Sunday Evening Reflection – Canada in Winter

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Canadian winters are legendary.  Think Snowmageddon St. John’s Newfoundland this past weekend and Edmonton, Alberta’s coldest morning of this century: Wednesday morning (January 15, 2020) when the temperature set a record  of – 37.8 degrees Celsius.  I grew up in Northern Manitoba where the average temperature in January is considered “severely cold.”  So, when Vancouver had a winter storm warning this past week, it felt like we had joined the rest of Canada.

I love our winters – the snow, cold air, the fresh smell.  Yes, I can smell when snow is in the forecast.

Canadians know how to embrace the cold!

  • Buy boots with removable liners and be sure that your feet don’t feel cramped.
  • Wear a hat and cover your face. I learned firsthand what it felt like to have frozen cheeks.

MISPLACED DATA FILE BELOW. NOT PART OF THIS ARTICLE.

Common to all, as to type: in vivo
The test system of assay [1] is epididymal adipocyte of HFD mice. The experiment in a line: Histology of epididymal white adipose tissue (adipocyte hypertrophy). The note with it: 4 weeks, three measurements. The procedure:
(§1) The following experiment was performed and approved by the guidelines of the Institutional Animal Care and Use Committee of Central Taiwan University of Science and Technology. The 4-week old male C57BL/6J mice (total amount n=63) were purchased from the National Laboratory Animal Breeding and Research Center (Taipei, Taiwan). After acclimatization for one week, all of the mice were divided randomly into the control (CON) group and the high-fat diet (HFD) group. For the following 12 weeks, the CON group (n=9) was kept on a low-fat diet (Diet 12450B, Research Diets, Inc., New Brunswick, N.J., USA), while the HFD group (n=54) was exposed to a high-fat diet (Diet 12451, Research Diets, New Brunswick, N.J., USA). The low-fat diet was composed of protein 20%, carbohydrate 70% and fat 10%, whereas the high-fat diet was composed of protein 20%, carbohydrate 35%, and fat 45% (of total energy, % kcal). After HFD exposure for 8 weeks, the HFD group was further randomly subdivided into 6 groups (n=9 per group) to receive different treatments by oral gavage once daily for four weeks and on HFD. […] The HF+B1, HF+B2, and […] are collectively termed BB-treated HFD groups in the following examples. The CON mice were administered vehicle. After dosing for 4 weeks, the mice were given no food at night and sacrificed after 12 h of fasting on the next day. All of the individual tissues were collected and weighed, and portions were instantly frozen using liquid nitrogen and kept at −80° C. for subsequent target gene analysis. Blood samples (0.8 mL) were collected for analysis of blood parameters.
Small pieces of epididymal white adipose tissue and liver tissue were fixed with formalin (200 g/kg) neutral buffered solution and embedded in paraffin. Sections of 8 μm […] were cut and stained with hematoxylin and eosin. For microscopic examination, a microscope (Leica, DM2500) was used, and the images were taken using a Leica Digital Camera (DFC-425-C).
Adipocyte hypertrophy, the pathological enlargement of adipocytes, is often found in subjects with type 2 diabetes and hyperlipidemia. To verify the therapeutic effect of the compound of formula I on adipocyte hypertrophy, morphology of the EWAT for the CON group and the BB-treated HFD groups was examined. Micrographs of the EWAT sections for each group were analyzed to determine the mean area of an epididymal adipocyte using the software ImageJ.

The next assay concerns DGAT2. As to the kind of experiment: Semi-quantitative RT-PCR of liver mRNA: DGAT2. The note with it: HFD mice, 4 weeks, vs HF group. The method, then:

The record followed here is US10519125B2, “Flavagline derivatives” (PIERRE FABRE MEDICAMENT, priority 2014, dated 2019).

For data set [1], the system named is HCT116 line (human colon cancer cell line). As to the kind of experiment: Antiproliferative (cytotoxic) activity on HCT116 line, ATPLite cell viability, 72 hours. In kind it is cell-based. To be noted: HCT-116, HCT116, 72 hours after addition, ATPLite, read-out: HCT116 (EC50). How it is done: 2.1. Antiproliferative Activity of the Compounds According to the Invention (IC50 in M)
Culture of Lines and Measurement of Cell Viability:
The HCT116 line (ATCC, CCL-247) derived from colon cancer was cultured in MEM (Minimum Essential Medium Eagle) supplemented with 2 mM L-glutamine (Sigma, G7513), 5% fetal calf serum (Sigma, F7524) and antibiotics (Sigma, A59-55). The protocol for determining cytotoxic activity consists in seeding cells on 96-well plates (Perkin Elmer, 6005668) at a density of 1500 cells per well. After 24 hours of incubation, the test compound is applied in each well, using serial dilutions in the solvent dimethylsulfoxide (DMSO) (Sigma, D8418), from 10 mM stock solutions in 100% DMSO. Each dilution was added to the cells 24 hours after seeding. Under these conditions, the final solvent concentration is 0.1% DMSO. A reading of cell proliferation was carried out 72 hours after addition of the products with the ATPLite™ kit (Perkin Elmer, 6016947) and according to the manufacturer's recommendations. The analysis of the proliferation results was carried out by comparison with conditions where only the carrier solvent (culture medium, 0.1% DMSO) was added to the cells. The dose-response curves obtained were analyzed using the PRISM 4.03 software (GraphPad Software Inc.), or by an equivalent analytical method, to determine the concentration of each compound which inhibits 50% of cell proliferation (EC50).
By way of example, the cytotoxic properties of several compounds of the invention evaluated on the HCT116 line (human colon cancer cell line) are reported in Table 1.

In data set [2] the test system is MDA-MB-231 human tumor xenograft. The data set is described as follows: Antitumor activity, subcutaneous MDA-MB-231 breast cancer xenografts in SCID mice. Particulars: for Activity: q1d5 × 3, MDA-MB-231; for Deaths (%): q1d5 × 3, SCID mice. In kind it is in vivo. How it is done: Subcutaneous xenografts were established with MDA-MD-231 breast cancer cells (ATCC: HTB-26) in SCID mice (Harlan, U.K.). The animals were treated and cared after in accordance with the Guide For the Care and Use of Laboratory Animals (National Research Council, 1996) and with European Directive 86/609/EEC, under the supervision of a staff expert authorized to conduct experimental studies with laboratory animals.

• Buy a thermos so that you can bring along a hot drink if you are walking. You will notice that I have a stash of regular and herbal tea on hand in winter months.
  • Protect your hands. While I love gloves, mittens are even better for keeping your fingers warm.
  • And if you are in cold, cold, cold weather, check out those fashionable fleeced-line leggings. Your legs will thank you.

Vancouver’s snow is disappearing with the rain, but I captured the moment.  Join me on my snow walk.

Sunday Evening Reflection: Klapa Music in Croatia

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The Vancouver winter storm was to be over in an afternoon.  And yet, here I am in the late evening looking out my window onto a street full of snow, with more coming overnight.  It is a lovely sight, especially from my warm perch with a cup of tea close by. Tomorrow, everyone (including me) will be out with their cameras determined to capture the layers of snow.